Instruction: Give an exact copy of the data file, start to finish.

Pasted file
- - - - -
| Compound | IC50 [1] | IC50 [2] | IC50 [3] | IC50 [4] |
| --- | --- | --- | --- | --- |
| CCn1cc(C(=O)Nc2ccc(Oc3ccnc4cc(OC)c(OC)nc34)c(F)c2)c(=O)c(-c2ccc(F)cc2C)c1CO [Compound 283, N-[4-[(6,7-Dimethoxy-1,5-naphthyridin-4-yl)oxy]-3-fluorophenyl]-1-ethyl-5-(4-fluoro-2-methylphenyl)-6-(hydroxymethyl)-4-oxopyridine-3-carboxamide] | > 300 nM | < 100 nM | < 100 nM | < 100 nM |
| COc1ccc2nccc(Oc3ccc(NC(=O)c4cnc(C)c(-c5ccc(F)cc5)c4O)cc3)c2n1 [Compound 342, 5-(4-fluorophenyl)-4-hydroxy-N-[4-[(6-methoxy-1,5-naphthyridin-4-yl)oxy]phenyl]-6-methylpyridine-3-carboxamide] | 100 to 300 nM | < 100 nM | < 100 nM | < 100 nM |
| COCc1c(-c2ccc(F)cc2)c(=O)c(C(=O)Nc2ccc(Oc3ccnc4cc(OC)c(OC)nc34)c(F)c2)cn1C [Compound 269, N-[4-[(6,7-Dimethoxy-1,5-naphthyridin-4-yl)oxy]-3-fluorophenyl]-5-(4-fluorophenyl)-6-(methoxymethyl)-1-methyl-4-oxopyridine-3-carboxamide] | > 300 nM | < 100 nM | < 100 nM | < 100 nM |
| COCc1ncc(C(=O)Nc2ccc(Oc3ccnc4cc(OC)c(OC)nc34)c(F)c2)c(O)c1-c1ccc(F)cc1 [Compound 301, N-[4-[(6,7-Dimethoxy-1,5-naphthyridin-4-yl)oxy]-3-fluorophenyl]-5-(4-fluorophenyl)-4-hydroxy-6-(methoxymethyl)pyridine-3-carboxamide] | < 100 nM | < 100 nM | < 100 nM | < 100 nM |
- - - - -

| Compound | IC50 [1] | IC50 [2] | IC50 [3] | IC50 [4] |
| --- | --- | --- | --- | --- |
| CCn1cc(C(=O)Nc2ccc(Oc3ccnc4cc(OC)c(OC)nc34)c(F)c2)c(=O)c(-c2ccc(F)cc2C)c1CO [Compound 283, N-[4-[(6,7-Dimethoxy-1,5-naphthyridin-4-yl)oxy]-3-fluorophenyl]-1-ethyl-5-(4-fluoro-2-methylphenyl)-6-(hydroxymethyl)-4-oxopyridine-3-carboxamide] | > 300 nM | < 100 nM | < 100 nM | < 100 nM |
| COc1ccc2nccc(Oc3ccc(NC(=O)c4cnc(C)c(-c5ccc(F)cc5)c4O)cc3)c2n1 [Compound 342, 5-(4-fluorophenyl)-4-hydroxy-N-[4-[(6-methoxy-1,5-naphthyridin-4-yl)oxy]phenyl]-6-methylpyridine-3-carboxamide] | 100 to 300 nM | < 100 nM | < 100 nM | < 100 nM |
| COCc1c(-c2ccc(F)cc2)c(=O)c(C(=O)Nc2ccc(Oc3ccnc4cc(OC)c(OC)nc34)c(F)c2)cn1C [Compound 269, N-[4-[(6,7-Dimethoxy-1,5-naphthyridin-4-yl)oxy]-3-fluorophenyl]-5-(4-fluorophenyl)-6-(methoxymethyl)-1-methyl-4-oxopyridine-3-carboxamide] | > 300 nM | < 100 nM | < 100 nM | < 100 nM |
| COCc1ncc(C(=O)Nc2ccc(Oc3ccnc4cc(OC)c(OC)nc34)c(F)c2)c(O)c1-c1ccc(F)cc1 [Compound 301, N-[4-[(6,7-Dimethoxy-1,5-naphthyridin-4-yl)oxy]-3-fluorophenyl]-5-(4-fluorophenyl)-4-hydroxy-6-(methoxymethyl)pyridine-3-carboxamide] | < 100 nM | < 100 nM | < 100 nM | < 100 nM |